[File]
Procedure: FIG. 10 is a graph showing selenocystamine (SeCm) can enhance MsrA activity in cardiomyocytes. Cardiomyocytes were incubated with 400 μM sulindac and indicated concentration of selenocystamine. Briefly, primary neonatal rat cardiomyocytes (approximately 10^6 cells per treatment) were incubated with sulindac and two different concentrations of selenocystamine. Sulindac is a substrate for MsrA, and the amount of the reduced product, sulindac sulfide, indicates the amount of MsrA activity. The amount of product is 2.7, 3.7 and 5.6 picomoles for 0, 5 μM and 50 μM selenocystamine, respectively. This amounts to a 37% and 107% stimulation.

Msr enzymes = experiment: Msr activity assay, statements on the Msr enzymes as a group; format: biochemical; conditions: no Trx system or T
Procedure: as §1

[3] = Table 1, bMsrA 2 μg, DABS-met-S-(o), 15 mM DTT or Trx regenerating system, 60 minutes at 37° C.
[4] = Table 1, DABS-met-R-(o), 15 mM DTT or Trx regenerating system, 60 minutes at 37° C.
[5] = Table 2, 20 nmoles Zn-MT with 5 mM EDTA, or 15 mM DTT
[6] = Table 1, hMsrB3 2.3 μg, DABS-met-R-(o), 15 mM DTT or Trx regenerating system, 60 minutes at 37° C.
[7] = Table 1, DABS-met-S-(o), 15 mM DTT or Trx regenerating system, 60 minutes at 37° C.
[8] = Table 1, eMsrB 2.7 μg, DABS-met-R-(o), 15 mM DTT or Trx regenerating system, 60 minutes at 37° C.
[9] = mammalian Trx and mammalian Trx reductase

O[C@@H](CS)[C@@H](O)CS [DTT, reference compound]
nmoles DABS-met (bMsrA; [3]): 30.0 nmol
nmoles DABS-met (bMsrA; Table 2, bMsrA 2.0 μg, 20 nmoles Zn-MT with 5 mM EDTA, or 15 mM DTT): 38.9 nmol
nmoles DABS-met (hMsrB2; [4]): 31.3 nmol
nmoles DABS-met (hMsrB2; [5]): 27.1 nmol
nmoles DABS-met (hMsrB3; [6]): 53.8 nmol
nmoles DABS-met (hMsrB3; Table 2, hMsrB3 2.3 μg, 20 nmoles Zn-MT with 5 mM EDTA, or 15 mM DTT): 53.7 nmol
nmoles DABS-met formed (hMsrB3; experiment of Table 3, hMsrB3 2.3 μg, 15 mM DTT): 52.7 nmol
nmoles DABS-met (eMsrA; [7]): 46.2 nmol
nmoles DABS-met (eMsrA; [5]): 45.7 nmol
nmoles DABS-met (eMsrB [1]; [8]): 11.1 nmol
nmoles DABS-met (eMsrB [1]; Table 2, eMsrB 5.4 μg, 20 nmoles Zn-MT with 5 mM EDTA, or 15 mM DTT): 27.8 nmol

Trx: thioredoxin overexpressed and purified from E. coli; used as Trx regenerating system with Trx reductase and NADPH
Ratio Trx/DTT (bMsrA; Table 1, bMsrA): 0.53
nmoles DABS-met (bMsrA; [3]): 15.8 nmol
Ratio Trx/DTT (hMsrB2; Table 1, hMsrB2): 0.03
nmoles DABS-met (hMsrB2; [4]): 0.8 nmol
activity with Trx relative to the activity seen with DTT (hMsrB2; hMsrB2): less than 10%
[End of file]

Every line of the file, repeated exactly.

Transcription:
Procedure: FIG. 10 is a graph showing selenocystamine (SeCm) can enhance MsrA activity in cardiomyocytes. Cardiomyocytes were incubated with 400 μM sulindac and indicated concentration of selenocystamine. Briefly, primary neonatal rat cardiomyocytes (approximately 10^6 cells per treatment) were incubated with sulindac and two different concentrations of selenocystamine. Sulindac is a substrate for MsrA, and the amount of the reduced product, sulindac sulfide, indicates the amount of MsrA activity. The amount of product is 2.7, 3.7 and 5.6 picomoles for 0, 5 μM and 50 μM selenocystamine, respectively. This amounts to a 37% and 107% stimulation.

Msr enzymes = experiment: Msr activity assay, statements on the Msr enzymes as a group; format: biochemical; conditions: no Trx system or T
Procedure: as §1

[3] = Table 1, bMsrA 2 μg, DABS-met-S-(o), 15 mM DTT or Trx regenerating system, 60 minutes at 37° C.
[4] = Table 1, DABS-met-R-(o), 15 mM DTT or Trx regenerating system, 60 minutes at 37° C.
[5] = Table 2, 20 nmoles Zn-MT with 5 mM EDTA, or 15 mM DTT
[6] = Table 1, hMsrB3 2.3 μg, DABS-met-R-(o), 15 mM DTT or Trx regenerating system, 60 minutes at 37° C.
[7] = Table 1, DABS-met-S-(o), 15 mM DTT or Trx regenerating system, 60 minutes at 37° C.
[8] = Table 1, eMsrB 2.7 μg, DABS-met-R-(o), 15 mM DTT or Trx regenerating system, 60 minutes at 37° C.
[9] = mammalian Trx and mammalian Trx reductase

O[C@@H](CS)[C@@H](O)CS [DTT, reference compound]
nmoles DABS-met (bMsrA; [3]): 30.0 nmol
nmoles DABS-met (bMsrA; Table 2, bMsrA 2.0 μg, 20 nmoles Zn-MT with 5 mM EDTA, or 15 mM DTT): 38.9 nmol
nmoles DABS-met (hMsrB2; [4]): 31.3 nmol
nmoles DABS-met (hMsrB2; [5]): 27.1 nmol
nmoles DABS-met (hMsrB3; [6]): 53.8 nmol
nmoles DABS-met (hMsrB3; Table 2, hMsrB3 2.3 μg, 20 nmoles Zn-MT with 5 mM EDTA, or 15 mM DTT): 53.7 nmol
nmoles DABS-met formed (hMsrB3; experiment of Table 3, hMsrB3 2.3 μg, 15 mM DTT): 52.7 nmol
nmoles DABS-met (eMsrA; [7]): 46.2 nmol
nmoles DABS-met (eMsrA; [5]): 45.7 nmol
nmoles DABS-met (eMsrB [1]; [8]): 11.1 nmol
nmoles DABS-met (eMsrB [1]; Table 2, eMsrB 5.4 μg, 20 nmoles Zn-MT with 5 mM EDTA, or 15 mM DTT): 27.8 nmol

Trx: thioredoxin overexpressed and purified from E. coli; used as Trx regenerating system with Trx reductase and NADPH
Ratio Trx/DTT (bMsrA; Table 1, bMsrA): 0.53
nmoles DABS-met (bMsrA; [3]): 15.8 nmol
Ratio Trx/DTT (hMsrB2; Table 1, hMsrB2): 0.03
nmoles DABS-met (hMsrB2; [4]): 0.8 nmol
activity with Trx relative to the activity seen with DTT (hMsrB2; hMsrB2): less than 10%